This paper extends the behavioral ecology framework to predict how individuals perceive and evaluate risks. The perceptions of health and safety hazards for females, and how those perceptions relate to resource security and resource acquisition are examined. Poverty and inequality affect the constraints and opportunities available for Hispanic women working in apple packing warehouses in Eastern Washington. Warehouse workers see the health and safety risks inherent in their work and view the hazards from their positions of relative vulnerability with respect to resources. They are active agents who evaluate their situations and work to provide secure resources for themselves and their offspring within the local political and socioeconomic context.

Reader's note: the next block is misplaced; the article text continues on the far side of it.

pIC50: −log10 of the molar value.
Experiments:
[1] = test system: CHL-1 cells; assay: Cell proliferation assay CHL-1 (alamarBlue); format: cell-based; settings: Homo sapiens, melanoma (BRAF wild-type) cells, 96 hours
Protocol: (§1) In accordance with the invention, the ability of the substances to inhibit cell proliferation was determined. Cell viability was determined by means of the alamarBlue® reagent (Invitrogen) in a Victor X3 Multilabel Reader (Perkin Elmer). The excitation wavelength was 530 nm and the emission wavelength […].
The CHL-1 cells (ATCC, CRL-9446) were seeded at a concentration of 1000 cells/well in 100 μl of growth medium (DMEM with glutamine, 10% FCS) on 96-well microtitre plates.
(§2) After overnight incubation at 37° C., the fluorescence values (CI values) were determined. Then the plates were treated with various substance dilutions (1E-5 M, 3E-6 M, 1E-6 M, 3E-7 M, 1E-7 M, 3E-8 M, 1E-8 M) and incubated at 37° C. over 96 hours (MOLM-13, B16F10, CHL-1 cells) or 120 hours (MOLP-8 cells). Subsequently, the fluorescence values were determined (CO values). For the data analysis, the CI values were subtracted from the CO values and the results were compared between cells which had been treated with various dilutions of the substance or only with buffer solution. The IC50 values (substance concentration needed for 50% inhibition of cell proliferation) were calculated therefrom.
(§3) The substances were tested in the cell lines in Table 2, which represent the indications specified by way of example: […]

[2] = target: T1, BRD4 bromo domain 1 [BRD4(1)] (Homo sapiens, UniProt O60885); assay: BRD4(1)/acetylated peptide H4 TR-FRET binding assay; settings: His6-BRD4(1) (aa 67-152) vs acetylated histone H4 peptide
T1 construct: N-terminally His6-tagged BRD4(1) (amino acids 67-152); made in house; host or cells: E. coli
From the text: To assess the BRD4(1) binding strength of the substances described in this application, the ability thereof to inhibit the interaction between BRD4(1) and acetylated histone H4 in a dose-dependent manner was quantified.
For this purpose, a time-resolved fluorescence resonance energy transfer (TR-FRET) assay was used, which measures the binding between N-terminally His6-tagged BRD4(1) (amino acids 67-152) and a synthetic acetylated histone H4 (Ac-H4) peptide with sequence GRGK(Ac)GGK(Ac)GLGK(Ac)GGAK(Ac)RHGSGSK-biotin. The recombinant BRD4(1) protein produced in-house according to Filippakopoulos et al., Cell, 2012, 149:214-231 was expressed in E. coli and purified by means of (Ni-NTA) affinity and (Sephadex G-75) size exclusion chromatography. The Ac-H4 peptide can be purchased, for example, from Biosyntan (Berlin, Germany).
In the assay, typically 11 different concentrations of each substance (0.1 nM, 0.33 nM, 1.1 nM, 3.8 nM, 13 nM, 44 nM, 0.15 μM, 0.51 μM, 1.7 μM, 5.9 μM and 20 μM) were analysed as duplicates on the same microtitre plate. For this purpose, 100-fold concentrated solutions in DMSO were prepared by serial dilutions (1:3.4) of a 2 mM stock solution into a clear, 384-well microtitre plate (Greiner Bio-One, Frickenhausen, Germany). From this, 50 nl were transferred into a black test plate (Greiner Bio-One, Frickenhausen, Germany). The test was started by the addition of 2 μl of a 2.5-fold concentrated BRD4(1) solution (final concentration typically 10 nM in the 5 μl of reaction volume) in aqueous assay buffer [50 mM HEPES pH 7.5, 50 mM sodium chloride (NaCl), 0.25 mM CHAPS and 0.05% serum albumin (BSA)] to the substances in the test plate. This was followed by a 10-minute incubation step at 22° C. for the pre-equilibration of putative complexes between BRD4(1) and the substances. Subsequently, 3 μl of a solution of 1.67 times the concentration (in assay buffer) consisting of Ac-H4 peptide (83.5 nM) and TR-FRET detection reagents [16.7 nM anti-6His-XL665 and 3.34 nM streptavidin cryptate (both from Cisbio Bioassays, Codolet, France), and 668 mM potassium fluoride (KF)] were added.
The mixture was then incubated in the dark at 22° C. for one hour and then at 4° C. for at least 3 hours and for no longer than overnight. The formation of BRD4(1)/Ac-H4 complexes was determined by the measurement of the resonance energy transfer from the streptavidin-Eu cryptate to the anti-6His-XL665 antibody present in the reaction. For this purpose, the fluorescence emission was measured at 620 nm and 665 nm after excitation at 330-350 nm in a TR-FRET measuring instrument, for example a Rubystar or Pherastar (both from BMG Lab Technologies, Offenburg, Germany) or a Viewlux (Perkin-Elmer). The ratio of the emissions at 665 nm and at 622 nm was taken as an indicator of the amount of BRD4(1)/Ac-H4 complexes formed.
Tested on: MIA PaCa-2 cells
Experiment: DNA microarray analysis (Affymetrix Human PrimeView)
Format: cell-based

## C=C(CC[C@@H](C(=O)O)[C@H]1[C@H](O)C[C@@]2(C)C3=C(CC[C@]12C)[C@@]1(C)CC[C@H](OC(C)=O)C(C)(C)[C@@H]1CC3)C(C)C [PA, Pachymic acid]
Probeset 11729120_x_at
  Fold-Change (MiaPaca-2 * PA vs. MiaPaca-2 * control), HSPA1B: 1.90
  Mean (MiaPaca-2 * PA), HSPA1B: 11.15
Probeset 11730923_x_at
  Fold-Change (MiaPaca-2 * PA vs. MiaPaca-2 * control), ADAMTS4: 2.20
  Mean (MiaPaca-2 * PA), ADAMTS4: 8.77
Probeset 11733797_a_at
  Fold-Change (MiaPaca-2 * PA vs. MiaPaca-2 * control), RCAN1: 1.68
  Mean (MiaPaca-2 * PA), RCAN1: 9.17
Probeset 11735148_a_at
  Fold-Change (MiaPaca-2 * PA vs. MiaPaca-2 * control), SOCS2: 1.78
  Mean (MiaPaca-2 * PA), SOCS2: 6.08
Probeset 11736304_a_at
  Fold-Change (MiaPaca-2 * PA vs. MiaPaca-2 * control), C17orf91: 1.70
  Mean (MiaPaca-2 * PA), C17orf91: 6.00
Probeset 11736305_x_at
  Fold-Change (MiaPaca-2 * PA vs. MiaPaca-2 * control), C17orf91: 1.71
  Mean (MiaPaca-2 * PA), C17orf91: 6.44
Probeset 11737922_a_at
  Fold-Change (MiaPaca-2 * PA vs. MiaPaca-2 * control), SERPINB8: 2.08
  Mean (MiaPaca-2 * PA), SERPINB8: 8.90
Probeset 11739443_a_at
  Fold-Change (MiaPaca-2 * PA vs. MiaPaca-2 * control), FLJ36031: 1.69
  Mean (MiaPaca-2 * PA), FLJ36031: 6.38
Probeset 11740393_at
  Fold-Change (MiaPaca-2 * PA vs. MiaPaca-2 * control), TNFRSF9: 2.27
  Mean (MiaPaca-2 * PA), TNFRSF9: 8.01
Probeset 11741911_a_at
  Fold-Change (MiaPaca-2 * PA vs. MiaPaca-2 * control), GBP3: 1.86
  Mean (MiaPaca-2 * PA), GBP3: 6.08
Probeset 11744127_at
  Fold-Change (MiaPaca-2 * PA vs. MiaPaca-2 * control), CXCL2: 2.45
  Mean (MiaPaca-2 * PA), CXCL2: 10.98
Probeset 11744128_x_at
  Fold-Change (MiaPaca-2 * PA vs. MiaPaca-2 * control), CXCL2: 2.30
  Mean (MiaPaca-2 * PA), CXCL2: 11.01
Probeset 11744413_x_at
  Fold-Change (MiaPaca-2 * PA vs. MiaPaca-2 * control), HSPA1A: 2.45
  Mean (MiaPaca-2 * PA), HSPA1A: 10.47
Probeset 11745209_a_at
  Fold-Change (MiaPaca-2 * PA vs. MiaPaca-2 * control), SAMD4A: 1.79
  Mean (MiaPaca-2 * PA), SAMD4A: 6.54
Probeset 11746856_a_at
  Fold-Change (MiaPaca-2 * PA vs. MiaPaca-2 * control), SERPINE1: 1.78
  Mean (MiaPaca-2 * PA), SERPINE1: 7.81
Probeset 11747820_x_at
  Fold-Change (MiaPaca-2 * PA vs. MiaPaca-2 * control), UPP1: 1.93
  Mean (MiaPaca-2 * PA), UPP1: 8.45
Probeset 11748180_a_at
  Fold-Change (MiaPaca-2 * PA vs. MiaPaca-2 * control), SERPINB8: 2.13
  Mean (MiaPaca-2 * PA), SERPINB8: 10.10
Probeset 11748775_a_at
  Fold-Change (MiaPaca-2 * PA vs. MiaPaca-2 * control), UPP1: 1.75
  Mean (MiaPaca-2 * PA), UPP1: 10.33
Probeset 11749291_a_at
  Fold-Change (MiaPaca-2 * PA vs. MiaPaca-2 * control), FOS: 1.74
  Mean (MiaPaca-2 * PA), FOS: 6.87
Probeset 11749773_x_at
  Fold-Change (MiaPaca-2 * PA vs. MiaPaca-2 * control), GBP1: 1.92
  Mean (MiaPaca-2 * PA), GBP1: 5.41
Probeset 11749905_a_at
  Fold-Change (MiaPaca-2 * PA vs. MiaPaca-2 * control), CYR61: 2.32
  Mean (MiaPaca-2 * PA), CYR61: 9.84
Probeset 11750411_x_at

Sex ratio theory predicts that the net investment of parents in male and female offspring should be equal in a population. Thus, if the costs and/or benefits of raising one sex to maturity differ from the other sex, then the sex ratio may deviate from 50:50. If body size and/or condition are more important to male reproductive success than it is to female reproductive success, then mothers should bias the sex ratio of their offspring in favour of males when they are in relatively good condition and are likely to produce larger offspring. Here we analyse data from a large, national survey of Ethiopian women and children to see if there is any relationship between maternal nutrition and sex ratio at birth. We find that, in rural areas, malnutrition is associated with a small but significant increase in the odds of a female birth. There is a preponderance of female births in rural areas, which may be a response to nutritional stress. However, rural mothers are more likely to cease reproduction after the birth of a son, indicating son preference. There is no evidence of either of these effects in urban areas.